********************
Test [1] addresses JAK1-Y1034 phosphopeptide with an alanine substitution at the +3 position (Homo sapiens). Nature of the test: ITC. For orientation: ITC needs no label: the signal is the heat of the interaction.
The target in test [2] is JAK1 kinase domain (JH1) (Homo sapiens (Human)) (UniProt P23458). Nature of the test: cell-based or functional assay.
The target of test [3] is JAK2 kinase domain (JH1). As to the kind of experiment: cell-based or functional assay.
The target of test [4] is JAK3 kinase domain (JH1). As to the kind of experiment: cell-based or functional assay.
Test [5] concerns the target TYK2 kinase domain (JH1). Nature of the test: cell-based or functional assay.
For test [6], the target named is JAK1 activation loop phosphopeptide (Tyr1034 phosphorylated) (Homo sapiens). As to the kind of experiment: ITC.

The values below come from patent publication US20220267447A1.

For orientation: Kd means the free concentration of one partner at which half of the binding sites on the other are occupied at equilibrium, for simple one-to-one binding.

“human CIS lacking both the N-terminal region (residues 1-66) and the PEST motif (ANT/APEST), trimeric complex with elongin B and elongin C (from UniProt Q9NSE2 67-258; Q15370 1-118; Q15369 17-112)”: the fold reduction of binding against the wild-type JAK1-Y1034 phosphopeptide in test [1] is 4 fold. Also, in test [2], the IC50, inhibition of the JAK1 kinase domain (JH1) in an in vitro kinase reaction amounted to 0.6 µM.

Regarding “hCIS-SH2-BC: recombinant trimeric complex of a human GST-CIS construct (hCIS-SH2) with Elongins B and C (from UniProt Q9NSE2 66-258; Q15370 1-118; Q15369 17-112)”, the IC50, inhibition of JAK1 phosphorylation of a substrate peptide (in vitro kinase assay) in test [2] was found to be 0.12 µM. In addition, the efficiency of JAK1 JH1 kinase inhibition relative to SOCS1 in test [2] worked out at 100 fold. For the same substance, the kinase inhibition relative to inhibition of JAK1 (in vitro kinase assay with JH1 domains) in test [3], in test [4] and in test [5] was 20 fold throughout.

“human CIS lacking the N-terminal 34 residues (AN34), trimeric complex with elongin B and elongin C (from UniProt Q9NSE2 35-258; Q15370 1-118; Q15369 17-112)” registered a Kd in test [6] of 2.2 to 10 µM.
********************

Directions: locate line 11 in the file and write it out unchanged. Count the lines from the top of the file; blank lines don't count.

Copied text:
“human CIS lacking the N-terminal 34 residues (AN34), trimeric complex with elongin B and elongin C (from UniProt Q9NSE2 35-258; Q15370 1-118; Q15369 17-112)” registered a Kd in test [6] of 2.2 to 10 µM.